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BioMed Research International
Volume 2017 (2017), Article ID 3102358, 10 pages
Research Article

Survey of Occupational Allergic Contact Dermatitis and Patch Test among Clothing Employees in Beijing

1Department of Dermatology, Beijing Friendship Hospital, Capital Medical University, Beijing 100050, China
2Department of Dermatology, Beijing Aerospace General Hospital, Beijing 100076, China

Correspondence should be addressed to Lin-Feng Li

Received 14 November 2016; Accepted 26 February 2017; Published 15 March 2017

Academic Editor: Tessa Keegel

Copyright © 2017 Yu-Xin Chen et al. This is an open access article distributed under the Creative Commons Attribution License, which permits unrestricted use, distribution, and reproduction in any medium, provided the original work is properly cited.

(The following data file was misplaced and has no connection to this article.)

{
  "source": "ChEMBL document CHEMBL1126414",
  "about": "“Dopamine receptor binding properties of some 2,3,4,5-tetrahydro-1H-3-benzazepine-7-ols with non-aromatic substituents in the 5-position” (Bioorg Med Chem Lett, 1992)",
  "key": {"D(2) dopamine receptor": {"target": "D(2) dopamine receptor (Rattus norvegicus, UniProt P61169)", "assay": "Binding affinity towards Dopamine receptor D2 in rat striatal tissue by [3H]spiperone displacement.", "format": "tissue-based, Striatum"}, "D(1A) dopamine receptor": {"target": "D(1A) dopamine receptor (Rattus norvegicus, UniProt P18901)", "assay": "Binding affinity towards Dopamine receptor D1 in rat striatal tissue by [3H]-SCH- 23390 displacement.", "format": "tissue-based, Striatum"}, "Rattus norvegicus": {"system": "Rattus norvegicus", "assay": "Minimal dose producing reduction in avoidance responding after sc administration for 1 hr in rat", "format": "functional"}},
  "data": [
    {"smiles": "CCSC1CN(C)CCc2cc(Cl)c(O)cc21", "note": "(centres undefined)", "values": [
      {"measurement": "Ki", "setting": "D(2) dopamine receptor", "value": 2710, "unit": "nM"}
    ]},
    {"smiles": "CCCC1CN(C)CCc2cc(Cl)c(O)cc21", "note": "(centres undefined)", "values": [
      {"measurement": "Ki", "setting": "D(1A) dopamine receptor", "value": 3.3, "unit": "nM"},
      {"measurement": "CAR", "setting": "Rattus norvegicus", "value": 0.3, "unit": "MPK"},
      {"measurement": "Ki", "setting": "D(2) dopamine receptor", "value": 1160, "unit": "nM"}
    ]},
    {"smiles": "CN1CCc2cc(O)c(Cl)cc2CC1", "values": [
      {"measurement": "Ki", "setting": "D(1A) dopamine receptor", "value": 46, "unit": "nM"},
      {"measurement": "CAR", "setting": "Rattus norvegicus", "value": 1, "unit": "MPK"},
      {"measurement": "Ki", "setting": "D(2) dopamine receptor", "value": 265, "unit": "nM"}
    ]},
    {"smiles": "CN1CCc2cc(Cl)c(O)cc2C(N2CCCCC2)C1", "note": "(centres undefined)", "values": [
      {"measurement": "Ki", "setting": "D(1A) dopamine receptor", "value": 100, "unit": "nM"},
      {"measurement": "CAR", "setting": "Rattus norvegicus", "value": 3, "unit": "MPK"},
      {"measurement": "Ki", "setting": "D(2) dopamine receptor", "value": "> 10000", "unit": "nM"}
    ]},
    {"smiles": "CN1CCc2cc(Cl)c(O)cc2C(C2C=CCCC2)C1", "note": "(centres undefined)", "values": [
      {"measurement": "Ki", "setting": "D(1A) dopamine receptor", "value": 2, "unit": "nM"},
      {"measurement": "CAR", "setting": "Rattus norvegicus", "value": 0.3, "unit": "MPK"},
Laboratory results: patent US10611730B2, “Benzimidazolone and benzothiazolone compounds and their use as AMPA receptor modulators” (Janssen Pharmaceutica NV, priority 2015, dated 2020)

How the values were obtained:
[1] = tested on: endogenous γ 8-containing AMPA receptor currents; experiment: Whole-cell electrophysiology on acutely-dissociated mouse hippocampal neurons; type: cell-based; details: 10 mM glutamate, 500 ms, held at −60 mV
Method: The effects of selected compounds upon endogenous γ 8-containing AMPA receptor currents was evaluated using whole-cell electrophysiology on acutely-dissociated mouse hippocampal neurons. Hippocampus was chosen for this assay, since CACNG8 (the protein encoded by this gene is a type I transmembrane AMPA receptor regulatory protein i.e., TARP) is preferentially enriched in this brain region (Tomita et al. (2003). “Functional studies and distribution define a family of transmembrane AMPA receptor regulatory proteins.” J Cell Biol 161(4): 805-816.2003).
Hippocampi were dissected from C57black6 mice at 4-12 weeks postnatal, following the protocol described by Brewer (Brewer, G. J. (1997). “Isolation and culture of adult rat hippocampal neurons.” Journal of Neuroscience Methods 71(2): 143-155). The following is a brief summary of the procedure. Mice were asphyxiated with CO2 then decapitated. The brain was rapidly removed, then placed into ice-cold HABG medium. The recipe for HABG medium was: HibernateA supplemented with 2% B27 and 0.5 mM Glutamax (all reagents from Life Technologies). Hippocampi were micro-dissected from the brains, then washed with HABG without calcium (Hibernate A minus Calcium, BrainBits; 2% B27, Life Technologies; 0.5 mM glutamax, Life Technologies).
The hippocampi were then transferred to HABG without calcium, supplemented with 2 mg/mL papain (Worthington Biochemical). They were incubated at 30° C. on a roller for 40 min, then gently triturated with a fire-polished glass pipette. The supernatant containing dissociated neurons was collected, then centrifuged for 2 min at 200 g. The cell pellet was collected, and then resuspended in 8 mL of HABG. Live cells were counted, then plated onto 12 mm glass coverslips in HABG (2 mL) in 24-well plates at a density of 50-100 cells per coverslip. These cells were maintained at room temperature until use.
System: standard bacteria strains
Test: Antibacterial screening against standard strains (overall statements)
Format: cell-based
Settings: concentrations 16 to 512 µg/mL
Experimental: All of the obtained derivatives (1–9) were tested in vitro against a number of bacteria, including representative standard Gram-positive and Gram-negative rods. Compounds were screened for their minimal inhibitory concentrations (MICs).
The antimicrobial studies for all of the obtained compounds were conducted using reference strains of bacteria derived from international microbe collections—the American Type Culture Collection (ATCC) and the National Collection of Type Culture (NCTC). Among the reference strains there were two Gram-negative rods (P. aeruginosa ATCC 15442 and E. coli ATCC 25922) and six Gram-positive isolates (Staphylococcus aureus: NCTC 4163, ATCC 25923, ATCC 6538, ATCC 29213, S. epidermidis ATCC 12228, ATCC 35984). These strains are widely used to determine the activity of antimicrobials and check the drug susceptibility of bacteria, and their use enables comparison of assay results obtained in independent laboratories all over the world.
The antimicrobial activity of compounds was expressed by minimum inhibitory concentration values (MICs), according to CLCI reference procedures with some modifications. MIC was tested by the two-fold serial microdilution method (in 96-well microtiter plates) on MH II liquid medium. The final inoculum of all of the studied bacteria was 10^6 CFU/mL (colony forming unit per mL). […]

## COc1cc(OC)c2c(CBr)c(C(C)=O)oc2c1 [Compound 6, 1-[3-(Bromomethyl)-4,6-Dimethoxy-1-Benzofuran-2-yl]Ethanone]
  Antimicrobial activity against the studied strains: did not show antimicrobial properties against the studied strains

Occupational population-based epidemiological data relating to occupational contact allergies in the Chinese clothing industry are limited. To investigate the prevalence of occupational allergic contact dermatitis (OACD) and to identify the causative allergens among clothing employees in China, a cross-sectional study was conducted in 529 clothing employees at 12 clothing factories in Beijing. All employees were subjected to an interview using self-administered questionnaire and skin examination, and those who were diagnosed with occupational contact dermatitis (OCD) were patch tested. In the present survey, we found that the overall 1-year prevalence of OACD among the clothing employees was 8.5%. The 1-year prevalence of OACD among workers (10.8%) was significantly higher than that among managers (3.2%). The lesions were primarily on the hands and wrists in workers, but the face and neck in managers. The major allergens were nickel sulfate and cobalt dichloride in workers and colophony and p-tert-butylphenol formaldehyde resin in managers. In conclusion, workers are at a higher risk of OACD compared with managers in the Chinese clothing industry. In addition to hand dermatitis in workers, airborne contact dermatitis on the face and neck should be also addressed in managers.